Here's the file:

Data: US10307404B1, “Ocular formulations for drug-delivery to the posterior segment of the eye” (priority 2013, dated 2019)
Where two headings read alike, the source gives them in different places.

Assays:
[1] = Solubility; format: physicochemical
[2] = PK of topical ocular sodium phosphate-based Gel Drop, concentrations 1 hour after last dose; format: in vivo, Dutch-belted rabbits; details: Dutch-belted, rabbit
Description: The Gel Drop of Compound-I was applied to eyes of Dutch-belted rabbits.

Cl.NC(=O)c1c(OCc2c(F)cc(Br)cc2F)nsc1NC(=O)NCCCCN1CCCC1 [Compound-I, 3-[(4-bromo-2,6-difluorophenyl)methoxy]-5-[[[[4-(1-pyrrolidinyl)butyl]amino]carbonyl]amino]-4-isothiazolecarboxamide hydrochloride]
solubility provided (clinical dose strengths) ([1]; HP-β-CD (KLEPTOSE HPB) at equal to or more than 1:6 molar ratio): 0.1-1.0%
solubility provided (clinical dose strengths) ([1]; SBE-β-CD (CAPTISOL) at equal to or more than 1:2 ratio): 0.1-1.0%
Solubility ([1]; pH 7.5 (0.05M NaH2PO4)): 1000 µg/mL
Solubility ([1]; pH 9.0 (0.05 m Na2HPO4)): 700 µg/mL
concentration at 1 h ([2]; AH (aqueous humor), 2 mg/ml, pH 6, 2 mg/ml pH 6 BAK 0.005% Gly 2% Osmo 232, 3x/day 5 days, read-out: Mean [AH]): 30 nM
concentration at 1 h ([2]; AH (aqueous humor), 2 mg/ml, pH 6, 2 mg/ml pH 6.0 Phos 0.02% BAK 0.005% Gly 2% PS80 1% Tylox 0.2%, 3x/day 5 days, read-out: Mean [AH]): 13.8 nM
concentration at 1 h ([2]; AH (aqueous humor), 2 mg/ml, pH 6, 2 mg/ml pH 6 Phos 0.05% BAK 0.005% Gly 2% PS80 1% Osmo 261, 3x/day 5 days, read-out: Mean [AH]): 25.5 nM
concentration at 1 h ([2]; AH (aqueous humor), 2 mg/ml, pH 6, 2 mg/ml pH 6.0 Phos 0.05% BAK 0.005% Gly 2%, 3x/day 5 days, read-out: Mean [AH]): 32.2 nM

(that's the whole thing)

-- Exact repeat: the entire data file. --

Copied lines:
Data: US10307404B1, “Ocular formulations for drug-delivery to the posterior segment of the eye” (priority 2013, dated 2019)
Where two headings read alike, the source gives them in different places.

Assays:
[1] = Solubility; format: physicochemical
[2] = PK of topical ocular sodium phosphate-based Gel Drop, concentrations 1 hour after last dose; format: in vivo, Dutch-belted rabbits; details: Dutch-belted, rabbit
Description: The Gel Drop of Compound-I was applied to eyes of Dutch-belted rabbits.

Cl.NC(=O)c1c(OCc2c(F)cc(Br)cc2F)nsc1NC(=O)NCCCCN1CCCC1 [Compound-I, 3-[(4-bromo-2,6-difluorophenyl)methoxy]-5-[[[[4-(1-pyrrolidinyl)butyl]amino]carbonyl]amino]-4-isothiazolecarboxamide hydrochloride]
solubility provided (clinical dose strengths) ([1]; HP-β-CD (KLEPTOSE HPB) at equal to or more than 1:6 molar ratio): 0.1-1.0%
solubility provided (clinical dose strengths) ([1]; SBE-β-CD (CAPTISOL) at equal to or more than 1:2 ratio): 0.1-1.0%
Solubility ([1]; pH 7.5 (0.05M NaH2PO4)): 1000 µg/mL
Solubility ([1]; pH 9.0 (0.05 m Na2HPO4)): 700 µg/mL
concentration at 1 h ([2]; AH (aqueous humor), 2 mg/ml, pH 6, 2 mg/ml pH 6 BAK 0.005% Gly 2% Osmo 232, 3x/day 5 days, read-out: Mean [AH]): 30 nM
concentration at 1 h ([2]; AH (aqueous humor), 2 mg/ml, pH 6, 2 mg/ml pH 6.0 Phos 0.02% BAK 0.005% Gly 2% PS80 1% Tylox 0.2%, 3x/day 5 days, read-out: Mean [AH]): 13.8 nM
concentration at 1 h ([2]; AH (aqueous humor), 2 mg/ml, pH 6, 2 mg/ml pH 6 Phos 0.05% BAK 0.005% Gly 2% PS80 1% Osmo 261, 3x/day 5 days, read-out: Mean [AH]): 25.5 nM
concentration at 1 h ([2]; AH (aqueous humor), 2 mg/ml, pH 6, 2 mg/ml pH 6.0 Phos 0.05% BAK 0.005% Gly 2%, 3x/day 5 days, read-out: Mean [AH]): 32.2 nM